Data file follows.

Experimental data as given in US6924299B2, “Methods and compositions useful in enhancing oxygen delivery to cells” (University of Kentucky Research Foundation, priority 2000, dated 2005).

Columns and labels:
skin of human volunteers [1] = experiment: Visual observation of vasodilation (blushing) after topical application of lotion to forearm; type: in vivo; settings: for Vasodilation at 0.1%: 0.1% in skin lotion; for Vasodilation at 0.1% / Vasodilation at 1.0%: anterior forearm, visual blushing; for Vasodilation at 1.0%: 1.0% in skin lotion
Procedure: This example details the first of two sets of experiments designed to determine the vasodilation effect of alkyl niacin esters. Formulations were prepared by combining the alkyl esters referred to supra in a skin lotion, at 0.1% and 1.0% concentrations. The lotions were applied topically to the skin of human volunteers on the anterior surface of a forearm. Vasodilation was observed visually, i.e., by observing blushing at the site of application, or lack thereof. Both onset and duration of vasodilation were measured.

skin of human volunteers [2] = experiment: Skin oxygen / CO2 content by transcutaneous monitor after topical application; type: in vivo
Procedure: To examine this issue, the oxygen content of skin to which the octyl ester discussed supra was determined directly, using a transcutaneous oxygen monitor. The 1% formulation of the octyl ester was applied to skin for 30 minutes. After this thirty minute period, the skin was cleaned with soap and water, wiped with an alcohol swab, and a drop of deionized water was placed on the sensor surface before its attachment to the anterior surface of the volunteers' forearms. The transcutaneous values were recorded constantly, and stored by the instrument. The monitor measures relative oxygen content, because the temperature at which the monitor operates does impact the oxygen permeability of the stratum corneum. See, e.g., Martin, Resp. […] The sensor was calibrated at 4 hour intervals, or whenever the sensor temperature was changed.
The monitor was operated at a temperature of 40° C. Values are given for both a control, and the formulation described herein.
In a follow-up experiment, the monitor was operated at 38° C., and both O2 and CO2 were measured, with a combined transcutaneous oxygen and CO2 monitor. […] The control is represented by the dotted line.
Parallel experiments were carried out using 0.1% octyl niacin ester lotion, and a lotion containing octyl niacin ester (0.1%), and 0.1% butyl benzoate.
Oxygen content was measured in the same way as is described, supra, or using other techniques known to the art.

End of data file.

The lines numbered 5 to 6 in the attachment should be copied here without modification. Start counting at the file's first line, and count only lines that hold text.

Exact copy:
skin of human volunteers [2] = experiment: Skin oxygen / CO2 content by transcutaneous monitor after topical application; type: in vivo
Procedure: To examine this issue, the oxygen content of skin to which the octyl ester discussed supra was determined directly, using a transcutaneous oxygen monitor. The 1% formulation of the octyl ester was applied to skin for 30 minutes. After this thirty minute period, the skin was cleaned with soap and water, wiped with an alcohol swab, and a drop of deionized water was placed on the sensor surface before its attachment to the anterior surface of the volunteers' forearms. The transcutaneous values were recorded constantly, and stored by the instrument. The monitor measures relative oxygen content, because the temperature at which the monitor operates does impact the oxygen permeability of the stratum corneum. See, e.g., Martin, Resp. […] The sensor was calibrated at 4 hour intervals, or whenever the sensor temperature was changed.